Aug 25 2014

Just a Spoonful of Sugar

I have a soft spot for girly movies. Ok, you’re right, I am a girl! And while I also do love a movie that makes me laugh out loud, every once in a while I like to snuggle up with some tissues and a good tear-jerker!

Surprisingly, Saving Mr. Banks, Disney’s movie about the production of the movie Mary Poppins, turned out to be one of these tear-jerker’s for me.  My motivation to watch the movie was my interest in learning more about Walt Disney himself, and I wasn’t expecting to become emotionally involved.

P.L. Travers is the author of Mary Poppins. As Walt Disney attempts to gain the movie rights to the book, you learn of the heart-wrenching loss and trauma Travers experienced as a child. Her father is a fun-loving alcoholic who has a hard time dealing with the real world, and eventually, he dies. This sends Travers’ mother, who already suffered from depression, into a suicidal state and results in Travers’ saving her mother from attempted suicide.

These experiences resonated with me personally; as a child I experienced the fall-out of my parents’ relationship, resulting in separation and divorce. Then my mom died of pancreatic cancer when I was 13. The similar portrayal of a parent suffering and the experience for the child brought back so many memories. (Click here for a more detailed analysis of Saving Mr. Banks.)

As an adult, I often reflect back on the grief and pain, and how its impact on my life has changed over the years. I find much comfort from my only sibling, my sister, as my companion in grief. Even though we are only 3 years apart in age, our memories and experiences are so different! I also feel a strong bond with other women who lost their moms at a young age. The loss of a loved one, and all of the emotions tied to the loss – regret, guilt, anger, fear, sadness – can create a sense of loneliness that can only be shared and understood by others who have experienced the same pain.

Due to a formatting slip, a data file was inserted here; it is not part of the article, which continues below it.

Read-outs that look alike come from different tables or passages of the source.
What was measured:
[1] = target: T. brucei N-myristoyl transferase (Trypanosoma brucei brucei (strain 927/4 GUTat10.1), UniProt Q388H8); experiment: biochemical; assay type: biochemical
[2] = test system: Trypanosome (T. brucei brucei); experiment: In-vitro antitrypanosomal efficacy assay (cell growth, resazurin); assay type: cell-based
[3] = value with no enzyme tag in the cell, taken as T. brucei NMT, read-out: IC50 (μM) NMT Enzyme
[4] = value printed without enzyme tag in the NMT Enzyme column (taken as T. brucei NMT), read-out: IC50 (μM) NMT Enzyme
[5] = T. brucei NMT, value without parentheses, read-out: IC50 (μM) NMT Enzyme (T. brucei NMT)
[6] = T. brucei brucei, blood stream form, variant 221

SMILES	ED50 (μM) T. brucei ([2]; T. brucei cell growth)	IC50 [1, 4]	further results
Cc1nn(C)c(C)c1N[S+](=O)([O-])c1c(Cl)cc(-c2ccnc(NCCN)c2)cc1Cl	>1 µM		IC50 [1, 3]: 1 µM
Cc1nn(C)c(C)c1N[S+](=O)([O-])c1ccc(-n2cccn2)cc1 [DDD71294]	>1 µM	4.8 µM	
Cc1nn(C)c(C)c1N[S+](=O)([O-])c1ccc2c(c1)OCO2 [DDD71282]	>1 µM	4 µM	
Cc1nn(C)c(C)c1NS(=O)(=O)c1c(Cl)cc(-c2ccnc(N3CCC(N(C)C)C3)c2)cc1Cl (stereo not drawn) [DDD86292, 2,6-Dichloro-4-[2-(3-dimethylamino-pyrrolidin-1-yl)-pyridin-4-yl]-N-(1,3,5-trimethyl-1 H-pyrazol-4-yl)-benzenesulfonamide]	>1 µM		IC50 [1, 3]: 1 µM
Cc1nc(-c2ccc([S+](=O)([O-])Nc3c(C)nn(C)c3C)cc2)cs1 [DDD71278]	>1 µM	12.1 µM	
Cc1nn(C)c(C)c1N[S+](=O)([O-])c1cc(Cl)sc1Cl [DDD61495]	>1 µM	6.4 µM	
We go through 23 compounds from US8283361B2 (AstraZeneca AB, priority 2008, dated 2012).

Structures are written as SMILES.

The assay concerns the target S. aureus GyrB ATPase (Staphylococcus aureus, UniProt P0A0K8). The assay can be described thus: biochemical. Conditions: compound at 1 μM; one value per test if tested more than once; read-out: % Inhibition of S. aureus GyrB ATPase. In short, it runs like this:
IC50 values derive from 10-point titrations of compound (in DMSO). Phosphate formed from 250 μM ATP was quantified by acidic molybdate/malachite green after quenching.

In family businesses, loss and grief often occur in transitions and changes in leadership. Everyone grieves differently, and there is no right or wrong way to grieve. Psychiatrist Elisabeth Kübler-Ross introduced the 5 stages of grief: denial, anger, bargaining, depression and acceptance. Not everyone goes through every stage or in any particular order, and that is ok.

How your family chooses to grieve loss depends on individual personalities and your family’s culture. Being open, honest and vulnerable about your feelings can help alleviate the loneliness experienced during these times. Being with others who have experienced the same kind of feelings can also help. The FORUM, being connected with other business families who have travelled the same path, along with professional advisors, provides a safe environment for sharing, learning and growing.

A spoonful of sugar may help the medicine go down, but contact us today to help you navigate the complex, emotional journey inherent in family businesses.

By Beth Goshow, Communications Assistant, Delaware Valley Family Business Center

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